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[SCMP Column] Quiet Comfort from Peru

June 13, 2016

It would be difficult to find a better case study of democracy working as we all hope it could work. Despite dreadful domestic hardships in Peru triggered by the global recession, and huge falls in export earnings from Peru’s mainly-commodity economy, the electorate baulked at populist or protectionist “solutions”, and instead voted for a textbook technocrat who on paper is as well-qualified to run a country as anyone I recall. Kuczynski, who is already 77 years old, first came to South America with his Polish-German father, who ran a leper colony in the Amazon. He studied at Oxford and Princeton. He worked as an economist at the World Bank. He has previously served as Peru’s finance minister, mining minister and prime minister. His election campaign targeted the moderate political centre in Peru, promising economic growth and social investment.

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[SCMP Column] Code Matters

June 11, 2016

With delivery of letters being a declining global industry, some would argue that it will get easier, not more difficult, to deal with future volumes of postal traffic – and hence less important to introduce postal codes. The Universal Postal Union says that the global volume of letters fell 2.6% in 2014 – the latest year for which we have data – to 327.4 billion, with international traffic, which accounts for just 1% of all letter traffic, falling by over 6%. Pressures in Asia are also insignificant by comparison with the US and Europe, where 301 letters per capita are posted every year. The comparable number for Asia is less than 6 per year. The same picture emerges with parcel delivery. While parcel deliveries grew by 3% in 2014 to 7.38 billion, by far the majority of pressure is in the US and Europe, with 7.5 parcels delivered per capita per year – 100 times more than in Asia. So the comparatively massive volumes of letter and parcel traffic in Europe and the US mean that the case for postal codes there is clearly more powerful.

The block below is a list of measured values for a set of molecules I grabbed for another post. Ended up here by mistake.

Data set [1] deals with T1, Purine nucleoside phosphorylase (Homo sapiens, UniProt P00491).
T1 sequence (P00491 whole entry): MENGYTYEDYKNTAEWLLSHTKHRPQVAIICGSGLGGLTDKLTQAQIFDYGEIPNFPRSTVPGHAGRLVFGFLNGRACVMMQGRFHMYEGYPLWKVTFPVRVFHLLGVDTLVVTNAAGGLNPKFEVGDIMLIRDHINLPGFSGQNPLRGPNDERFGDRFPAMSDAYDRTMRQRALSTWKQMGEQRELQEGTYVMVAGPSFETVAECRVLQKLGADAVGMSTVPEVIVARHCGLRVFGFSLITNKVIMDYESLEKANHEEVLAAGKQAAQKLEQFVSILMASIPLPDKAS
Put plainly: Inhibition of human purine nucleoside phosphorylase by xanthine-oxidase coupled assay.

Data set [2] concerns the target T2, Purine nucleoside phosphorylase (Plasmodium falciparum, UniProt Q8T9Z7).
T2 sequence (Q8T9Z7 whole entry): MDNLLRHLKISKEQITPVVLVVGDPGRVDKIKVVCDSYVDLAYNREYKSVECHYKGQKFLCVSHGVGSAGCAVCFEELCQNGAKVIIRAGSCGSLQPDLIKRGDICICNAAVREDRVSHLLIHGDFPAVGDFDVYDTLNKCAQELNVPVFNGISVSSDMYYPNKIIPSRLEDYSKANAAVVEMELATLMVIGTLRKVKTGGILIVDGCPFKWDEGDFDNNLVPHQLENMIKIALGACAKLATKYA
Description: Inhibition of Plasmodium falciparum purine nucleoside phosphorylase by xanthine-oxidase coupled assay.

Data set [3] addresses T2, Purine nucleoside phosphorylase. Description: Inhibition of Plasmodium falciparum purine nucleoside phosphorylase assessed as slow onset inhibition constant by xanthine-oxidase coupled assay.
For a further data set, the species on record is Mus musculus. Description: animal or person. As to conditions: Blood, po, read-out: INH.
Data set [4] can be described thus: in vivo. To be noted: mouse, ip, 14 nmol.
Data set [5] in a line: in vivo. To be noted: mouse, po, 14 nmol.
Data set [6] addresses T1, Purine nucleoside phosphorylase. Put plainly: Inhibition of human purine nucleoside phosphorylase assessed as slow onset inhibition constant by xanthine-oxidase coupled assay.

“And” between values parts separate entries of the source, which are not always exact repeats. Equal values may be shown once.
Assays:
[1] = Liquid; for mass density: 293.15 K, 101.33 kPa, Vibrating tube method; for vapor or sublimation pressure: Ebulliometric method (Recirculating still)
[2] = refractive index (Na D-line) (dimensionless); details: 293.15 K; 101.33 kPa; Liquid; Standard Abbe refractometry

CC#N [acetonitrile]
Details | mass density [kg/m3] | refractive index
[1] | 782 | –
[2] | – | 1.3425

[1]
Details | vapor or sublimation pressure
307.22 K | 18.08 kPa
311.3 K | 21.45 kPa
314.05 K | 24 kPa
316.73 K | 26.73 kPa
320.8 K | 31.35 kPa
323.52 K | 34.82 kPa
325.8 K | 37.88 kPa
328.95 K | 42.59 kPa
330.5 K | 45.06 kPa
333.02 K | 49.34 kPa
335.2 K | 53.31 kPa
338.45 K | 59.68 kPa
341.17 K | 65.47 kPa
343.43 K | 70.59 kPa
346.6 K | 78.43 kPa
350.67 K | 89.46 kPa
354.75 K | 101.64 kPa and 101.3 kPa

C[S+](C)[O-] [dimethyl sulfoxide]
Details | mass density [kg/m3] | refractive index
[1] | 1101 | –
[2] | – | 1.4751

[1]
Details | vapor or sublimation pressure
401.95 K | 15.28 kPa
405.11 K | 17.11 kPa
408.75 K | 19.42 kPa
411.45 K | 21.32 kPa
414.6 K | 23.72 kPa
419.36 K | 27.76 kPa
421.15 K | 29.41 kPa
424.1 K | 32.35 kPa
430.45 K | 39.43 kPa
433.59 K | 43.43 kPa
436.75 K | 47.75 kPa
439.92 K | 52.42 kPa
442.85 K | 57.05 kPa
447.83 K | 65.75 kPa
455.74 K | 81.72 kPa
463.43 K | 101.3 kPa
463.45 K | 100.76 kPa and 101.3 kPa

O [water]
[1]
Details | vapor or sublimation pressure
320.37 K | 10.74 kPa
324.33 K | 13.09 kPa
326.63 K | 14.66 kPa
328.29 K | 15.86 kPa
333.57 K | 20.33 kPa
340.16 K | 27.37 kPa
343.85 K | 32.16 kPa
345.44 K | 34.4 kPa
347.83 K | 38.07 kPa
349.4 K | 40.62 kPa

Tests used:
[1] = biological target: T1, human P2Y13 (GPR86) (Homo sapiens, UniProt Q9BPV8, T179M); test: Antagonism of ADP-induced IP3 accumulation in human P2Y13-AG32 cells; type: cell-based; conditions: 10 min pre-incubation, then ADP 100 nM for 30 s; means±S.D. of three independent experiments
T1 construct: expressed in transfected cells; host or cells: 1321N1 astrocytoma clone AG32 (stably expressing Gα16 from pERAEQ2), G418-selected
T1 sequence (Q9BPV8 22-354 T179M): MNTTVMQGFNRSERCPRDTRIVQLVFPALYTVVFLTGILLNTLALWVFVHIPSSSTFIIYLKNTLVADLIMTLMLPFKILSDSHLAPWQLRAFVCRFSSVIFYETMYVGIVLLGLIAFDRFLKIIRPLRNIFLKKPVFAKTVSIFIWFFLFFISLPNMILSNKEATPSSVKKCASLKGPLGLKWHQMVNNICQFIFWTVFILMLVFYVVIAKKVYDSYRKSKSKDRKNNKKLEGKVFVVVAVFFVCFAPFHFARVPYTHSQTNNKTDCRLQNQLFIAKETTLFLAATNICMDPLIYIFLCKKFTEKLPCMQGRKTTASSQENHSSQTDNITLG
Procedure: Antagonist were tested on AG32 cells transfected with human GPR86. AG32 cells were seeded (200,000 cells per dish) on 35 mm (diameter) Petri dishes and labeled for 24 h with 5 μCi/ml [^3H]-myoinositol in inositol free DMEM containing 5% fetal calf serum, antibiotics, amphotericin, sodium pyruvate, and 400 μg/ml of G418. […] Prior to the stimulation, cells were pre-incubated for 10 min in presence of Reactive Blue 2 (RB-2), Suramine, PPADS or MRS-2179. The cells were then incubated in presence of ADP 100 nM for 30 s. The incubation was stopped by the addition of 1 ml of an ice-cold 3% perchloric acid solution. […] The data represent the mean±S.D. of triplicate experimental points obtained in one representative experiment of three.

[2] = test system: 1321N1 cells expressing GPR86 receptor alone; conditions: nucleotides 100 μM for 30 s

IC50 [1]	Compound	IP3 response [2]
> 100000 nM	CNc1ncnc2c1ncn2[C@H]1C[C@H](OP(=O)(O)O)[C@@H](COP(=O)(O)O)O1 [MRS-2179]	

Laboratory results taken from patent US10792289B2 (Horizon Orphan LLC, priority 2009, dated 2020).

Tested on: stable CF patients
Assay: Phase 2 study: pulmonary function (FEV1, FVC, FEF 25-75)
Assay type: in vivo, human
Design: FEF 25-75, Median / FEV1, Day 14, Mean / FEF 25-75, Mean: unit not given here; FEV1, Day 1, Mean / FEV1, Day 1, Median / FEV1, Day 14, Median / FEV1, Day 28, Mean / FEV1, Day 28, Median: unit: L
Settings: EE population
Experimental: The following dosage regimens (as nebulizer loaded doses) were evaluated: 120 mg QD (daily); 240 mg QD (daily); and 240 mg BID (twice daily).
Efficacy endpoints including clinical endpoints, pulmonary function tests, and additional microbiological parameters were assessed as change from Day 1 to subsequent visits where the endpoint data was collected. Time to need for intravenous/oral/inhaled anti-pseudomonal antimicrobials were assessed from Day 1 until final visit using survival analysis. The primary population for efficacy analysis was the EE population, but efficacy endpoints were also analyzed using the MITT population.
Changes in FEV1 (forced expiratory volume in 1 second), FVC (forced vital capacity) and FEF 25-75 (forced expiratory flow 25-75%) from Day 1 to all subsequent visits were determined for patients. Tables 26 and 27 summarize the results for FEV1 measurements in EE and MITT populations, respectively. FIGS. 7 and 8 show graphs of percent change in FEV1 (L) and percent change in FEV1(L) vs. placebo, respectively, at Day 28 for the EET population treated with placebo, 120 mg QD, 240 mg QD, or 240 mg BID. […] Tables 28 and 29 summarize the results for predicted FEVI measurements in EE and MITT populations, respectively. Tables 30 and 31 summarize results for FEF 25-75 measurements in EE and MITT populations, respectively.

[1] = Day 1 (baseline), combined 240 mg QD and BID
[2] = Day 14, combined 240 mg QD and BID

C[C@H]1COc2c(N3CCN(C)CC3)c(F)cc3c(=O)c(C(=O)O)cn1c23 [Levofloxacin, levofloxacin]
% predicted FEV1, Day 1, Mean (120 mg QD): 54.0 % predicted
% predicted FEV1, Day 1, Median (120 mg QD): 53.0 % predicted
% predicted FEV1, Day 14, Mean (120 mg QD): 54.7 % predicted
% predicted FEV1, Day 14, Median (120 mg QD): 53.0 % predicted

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[SCMP Column] Driving towards Driverless Cars

June 06, 2016

But higher ambitions are going to take years. Amend that: decades. Main barriers are going to be regulators and safety experts who insist that automated driving systems, once unleashed in our communities, will be no less safe than human drivers – which means bettering the current situation where a fatal crash occurs one in every 3.3 million hours of driving, and where crashes resulting in injury occur once every 64,000 hours of driving: “Reaching this level of reliability will require vastly more development than automation enthusiasts want to admit,” says Shladover.

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[SCMP Column] Unsung Advantage